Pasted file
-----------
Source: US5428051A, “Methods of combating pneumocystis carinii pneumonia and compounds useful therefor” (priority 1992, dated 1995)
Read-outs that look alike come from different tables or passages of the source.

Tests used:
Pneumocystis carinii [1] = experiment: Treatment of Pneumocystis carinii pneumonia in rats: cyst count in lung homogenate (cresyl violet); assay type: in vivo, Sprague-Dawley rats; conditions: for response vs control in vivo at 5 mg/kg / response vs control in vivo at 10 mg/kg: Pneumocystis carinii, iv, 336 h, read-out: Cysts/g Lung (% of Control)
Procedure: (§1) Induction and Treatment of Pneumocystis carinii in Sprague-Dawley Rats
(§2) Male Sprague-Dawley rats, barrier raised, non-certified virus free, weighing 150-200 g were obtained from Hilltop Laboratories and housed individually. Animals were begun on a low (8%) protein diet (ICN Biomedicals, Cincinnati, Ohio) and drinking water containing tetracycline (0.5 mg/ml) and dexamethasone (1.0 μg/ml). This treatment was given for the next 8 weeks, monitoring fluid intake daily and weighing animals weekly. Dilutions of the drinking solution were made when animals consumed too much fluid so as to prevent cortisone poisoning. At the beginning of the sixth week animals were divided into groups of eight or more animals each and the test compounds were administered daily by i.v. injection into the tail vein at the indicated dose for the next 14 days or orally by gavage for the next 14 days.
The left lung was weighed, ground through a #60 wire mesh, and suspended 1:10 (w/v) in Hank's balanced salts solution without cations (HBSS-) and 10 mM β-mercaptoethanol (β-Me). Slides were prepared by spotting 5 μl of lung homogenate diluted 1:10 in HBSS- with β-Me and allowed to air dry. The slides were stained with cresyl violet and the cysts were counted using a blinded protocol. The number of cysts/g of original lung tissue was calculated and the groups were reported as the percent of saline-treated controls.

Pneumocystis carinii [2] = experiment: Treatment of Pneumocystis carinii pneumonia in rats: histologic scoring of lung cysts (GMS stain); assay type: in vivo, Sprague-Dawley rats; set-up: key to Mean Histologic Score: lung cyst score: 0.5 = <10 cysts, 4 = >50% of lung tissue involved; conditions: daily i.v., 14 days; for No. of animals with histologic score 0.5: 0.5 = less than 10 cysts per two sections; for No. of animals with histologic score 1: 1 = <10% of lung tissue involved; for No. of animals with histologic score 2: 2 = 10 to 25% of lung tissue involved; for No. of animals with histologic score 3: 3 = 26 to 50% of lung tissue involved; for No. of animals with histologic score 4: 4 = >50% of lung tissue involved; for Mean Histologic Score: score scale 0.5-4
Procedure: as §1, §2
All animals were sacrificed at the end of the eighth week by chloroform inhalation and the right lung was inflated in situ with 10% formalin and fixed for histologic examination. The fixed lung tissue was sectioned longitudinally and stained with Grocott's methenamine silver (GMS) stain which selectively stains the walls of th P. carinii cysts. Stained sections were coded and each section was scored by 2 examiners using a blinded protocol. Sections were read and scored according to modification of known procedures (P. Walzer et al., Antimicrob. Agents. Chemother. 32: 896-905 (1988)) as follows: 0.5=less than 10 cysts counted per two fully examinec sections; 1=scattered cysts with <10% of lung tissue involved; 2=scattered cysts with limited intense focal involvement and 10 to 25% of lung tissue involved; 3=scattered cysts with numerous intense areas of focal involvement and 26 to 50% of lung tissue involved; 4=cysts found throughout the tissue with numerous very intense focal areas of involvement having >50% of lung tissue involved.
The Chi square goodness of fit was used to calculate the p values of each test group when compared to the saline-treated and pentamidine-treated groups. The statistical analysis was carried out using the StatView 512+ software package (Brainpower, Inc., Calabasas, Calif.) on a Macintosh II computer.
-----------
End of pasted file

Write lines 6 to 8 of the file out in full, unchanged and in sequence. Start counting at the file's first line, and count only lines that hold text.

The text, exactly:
(§2) Male Sprague-Dawley rats, barrier raised, non-certified virus free, weighing 150-200 g were obtained from Hilltop Laboratories and housed individually. Animals were begun on a low (8%) protein diet (ICN Biomedicals, Cincinnati, Ohio) and drinking water containing tetracycline (0.5 mg/ml) and dexamethasone (1.0 μg/ml). This treatment was given for the next 8 weeks, monitoring fluid intake daily and weighing animals weekly. Dilutions of the drinking solution were made when animals consumed too much fluid so as to prevent cortisone poisoning. At the beginning of the sixth week animals were divided into groups of eight or more animals each and the test compounds were administered daily by i.v. injection into the tail vein at the indicated dose for the next 14 days or orally by gavage for the next 14 days.
The left lung was weighed, ground through a #60 wire mesh, and suspended 1:10 (w/v) in Hank's balanced salts solution without cations (HBSS-) and 10 mM β-mercaptoethanol (β-Me). Slides were prepared by spotting 5 μl of lung homogenate diluted 1:10 in HBSS- with β-Me and allowed to air dry. The slides were stained with cresyl violet and the cysts were counted using a blinded protocol. The number of cysts/g of original lung tissue was calculated and the groups were reported as the percent of saline-treated controls.

Pneumocystis carinii [2] = experiment: Treatment of Pneumocystis carinii pneumonia in rats: histologic scoring of lung cysts (GMS stain); assay type: in vivo, Sprague-Dawley rats; set-up: key to Mean Histologic Score: lung cyst score: 0.5 = <10 cysts, 4 = >50% of lung tissue involved; conditions: daily i.v., 14 days; for No. of animals with histologic score 0.5: 0.5 = less than 10 cysts per two sections; for No. of animals with histologic score 1: 1 = <10% of lung tissue involved; for No. of animals with histologic score 2: 2 = 10 to 25% of lung tissue involved; for No. of animals with histologic score 3: 3 = 26 to 50% of lung tissue involved; for No. of animals with histologic score 4: 4 = >50% of lung tissue involved; for Mean Histologic Score: score scale 0.5-4